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The 1969 Shelby Mustang GT500 Convertible

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On: Thu, Sep 29, 2011 at 2:13PM | By: Peter C Sessler

The 1969 Shelby Mustang GT500 Convertible

The 1969 Shelby Mustang GT500s are delicious! All you have is to look at them—they are prettiest of all Shelby Mustangs. You say you like scoops and grilles? No problem—the Shelby has nine of them. Do they work? Well, it is doubtful if they do. How about stripes? The Shelby has flashy wide side stripes—but what is really pretty is the convertible’s roll bar. Not that the hardtop doesn’t have a roll bar—it does—but you can really see the convertible’s roll bar—and it has a vinyl cover as well. The 1969 Shelby is looking for action and is ready to go.

By 1969, the Shelby Mustang operation was completely owned by Ford Motor Co.—and not by Carroll Shelby. It enabled the Ford stylist to try other Mustang-based ideas, and the 1969 Shelby looked completely different from the regular Mustangs. However, underneath the skin, the Shelby was 100% Mustang, and was powered by the 1969 428 c.i. Cobra Jet engine.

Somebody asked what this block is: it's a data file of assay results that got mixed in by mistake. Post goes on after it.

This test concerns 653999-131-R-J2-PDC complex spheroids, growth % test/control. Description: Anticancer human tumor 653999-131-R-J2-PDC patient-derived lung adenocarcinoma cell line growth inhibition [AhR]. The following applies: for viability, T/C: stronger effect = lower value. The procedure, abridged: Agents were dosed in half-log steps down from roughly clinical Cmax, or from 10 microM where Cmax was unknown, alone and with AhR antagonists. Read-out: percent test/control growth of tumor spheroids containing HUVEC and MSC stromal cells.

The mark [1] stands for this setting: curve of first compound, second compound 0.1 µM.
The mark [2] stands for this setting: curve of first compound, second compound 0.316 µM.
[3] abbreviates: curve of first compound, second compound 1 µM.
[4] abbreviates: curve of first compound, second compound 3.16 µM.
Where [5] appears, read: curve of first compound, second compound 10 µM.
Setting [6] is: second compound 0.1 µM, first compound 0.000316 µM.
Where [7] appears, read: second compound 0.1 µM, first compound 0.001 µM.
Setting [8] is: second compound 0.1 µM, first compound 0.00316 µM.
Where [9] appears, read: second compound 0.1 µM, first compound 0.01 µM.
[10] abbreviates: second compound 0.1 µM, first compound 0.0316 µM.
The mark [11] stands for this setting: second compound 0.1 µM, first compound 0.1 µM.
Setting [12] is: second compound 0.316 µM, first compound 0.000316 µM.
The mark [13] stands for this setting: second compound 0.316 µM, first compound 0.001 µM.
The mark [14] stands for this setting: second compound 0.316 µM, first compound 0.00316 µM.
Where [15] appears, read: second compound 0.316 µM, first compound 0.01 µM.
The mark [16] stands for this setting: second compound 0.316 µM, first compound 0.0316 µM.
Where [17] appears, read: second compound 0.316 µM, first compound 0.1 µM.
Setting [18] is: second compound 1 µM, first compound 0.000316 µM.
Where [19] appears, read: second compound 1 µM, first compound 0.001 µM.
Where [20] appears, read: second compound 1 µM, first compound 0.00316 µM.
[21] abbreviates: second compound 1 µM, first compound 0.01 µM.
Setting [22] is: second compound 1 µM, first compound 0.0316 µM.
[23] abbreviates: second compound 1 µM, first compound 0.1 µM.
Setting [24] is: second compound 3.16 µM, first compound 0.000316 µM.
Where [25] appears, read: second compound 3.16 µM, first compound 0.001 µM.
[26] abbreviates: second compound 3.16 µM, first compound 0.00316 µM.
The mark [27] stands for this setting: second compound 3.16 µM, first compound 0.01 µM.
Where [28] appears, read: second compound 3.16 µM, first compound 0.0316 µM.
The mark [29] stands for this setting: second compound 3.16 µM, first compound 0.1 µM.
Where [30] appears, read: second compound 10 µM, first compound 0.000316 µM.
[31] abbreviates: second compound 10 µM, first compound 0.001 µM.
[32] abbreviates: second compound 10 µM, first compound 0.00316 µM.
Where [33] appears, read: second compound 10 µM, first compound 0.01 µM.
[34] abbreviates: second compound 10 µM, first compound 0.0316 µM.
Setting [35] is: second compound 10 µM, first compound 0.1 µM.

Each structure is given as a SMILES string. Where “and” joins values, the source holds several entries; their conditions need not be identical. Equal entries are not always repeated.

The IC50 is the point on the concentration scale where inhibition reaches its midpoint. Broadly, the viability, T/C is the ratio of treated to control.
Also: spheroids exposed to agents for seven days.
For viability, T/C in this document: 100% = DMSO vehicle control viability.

So, basically, the Shelby had all the factory luxury options as standard equipment while, in the engine compartment, it had all the Mach 1 engine and transmissions equipment. The 1969 Shelby was, therefore, as fast at the 428CJ Mach 1, but, on the other hand, while you could outfit a Mach 1, or even a plain Mustang, with a bare-bones interior and no A/C, you had to accept the GT500 with all the goodies.

Which wasn’t bad, actually. Here was a car that screamed “look at me!” wherever it went, and with the roof down, even more so!

The 1969 Shelby GT500 was equipped with the 335hp 428 Cobra Jet and was available with a four-speed manual or a three-speed automatic. The GT350 was the same car; however, it was powered with the 351W V-8 and was rated at 290hp. The interior was deluxe Mustang and was fitted with plenty of Shelby emblems to remind you of what you are driving.

The competition suspension and rear axle options paralleled those found on the Mach 1; wheels, though, were unique to the Shelby.

In all, there were only 335 GT500s built, and that includes the 1970 versions—and every one, is a highly desirable collectible.

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